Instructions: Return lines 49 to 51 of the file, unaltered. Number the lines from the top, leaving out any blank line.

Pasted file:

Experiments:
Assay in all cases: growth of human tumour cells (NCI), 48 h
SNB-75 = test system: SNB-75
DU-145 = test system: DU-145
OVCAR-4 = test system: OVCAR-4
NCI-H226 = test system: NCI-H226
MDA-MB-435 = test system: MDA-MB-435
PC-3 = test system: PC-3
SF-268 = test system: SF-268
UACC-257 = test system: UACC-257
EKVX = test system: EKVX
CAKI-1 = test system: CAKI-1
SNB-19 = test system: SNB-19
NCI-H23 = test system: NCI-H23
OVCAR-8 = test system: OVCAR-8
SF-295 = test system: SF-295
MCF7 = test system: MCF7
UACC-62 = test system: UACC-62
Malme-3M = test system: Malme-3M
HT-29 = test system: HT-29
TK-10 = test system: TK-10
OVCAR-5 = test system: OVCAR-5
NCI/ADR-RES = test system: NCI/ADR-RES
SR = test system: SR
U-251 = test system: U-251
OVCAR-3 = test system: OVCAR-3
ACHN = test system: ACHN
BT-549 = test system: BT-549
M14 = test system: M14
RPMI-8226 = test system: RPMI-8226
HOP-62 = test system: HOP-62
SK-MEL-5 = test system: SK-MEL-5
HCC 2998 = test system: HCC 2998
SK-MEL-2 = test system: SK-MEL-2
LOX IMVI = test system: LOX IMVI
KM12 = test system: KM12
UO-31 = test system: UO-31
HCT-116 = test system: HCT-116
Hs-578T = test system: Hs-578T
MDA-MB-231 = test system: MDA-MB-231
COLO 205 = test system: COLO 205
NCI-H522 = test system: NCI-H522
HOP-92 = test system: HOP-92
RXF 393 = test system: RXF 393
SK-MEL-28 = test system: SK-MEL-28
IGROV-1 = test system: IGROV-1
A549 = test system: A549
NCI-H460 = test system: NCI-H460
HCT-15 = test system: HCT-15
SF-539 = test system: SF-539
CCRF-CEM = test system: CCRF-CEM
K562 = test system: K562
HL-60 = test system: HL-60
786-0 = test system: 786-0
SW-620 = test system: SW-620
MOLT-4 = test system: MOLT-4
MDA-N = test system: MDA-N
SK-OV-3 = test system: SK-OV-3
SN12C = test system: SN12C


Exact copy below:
HCT-15 = test system: HCT-15
SF-539 = test system: SF-539
CCRF-CEM = test system: CCRF-CEM